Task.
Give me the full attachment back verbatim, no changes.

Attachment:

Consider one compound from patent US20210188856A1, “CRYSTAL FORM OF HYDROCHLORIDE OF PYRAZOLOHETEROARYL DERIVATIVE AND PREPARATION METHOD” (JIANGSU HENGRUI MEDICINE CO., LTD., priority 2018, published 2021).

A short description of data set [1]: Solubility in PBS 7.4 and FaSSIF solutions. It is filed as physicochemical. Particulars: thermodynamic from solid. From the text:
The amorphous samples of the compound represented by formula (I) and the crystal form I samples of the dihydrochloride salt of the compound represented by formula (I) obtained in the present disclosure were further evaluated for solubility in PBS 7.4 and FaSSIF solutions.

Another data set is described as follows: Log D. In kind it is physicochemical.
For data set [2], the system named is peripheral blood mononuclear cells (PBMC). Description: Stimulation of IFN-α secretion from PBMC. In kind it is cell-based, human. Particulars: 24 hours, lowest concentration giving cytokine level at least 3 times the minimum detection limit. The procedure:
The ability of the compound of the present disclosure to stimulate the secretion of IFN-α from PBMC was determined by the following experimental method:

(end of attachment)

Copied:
Consider one compound from patent US20210188856A1, “CRYSTAL FORM OF HYDROCHLORIDE OF PYRAZOLOHETEROARYL DERIVATIVE AND PREPARATION METHOD” (JIANGSU HENGRUI MEDICINE CO., LTD., priority 2018, published 2021).

A short description of data set [1]: Solubility in PBS 7.4 and FaSSIF solutions. It is filed as physicochemical. Particulars: thermodynamic from solid. From the text:
The amorphous samples of the compound represented by formula (I) and the crystal form I samples of the dihydrochloride salt of the compound represented by formula (I) obtained in the present disclosure were further evaluated for solubility in PBS 7.4 and FaSSIF solutions.

Another data set is described as follows: Log D. In kind it is physicochemical.
For data set [2], the system named is peripheral blood mononuclear cells (PBMC). Description: Stimulation of IFN-α secretion from PBMC. In kind it is cell-based, human. Particulars: 24 hours, lowest concentration giving cytokine level at least 3 times the minimum detection limit. The procedure:
The ability of the compound of the present disclosure to stimulate the secretion of IFN-α from PBMC was determined by the following experimental method: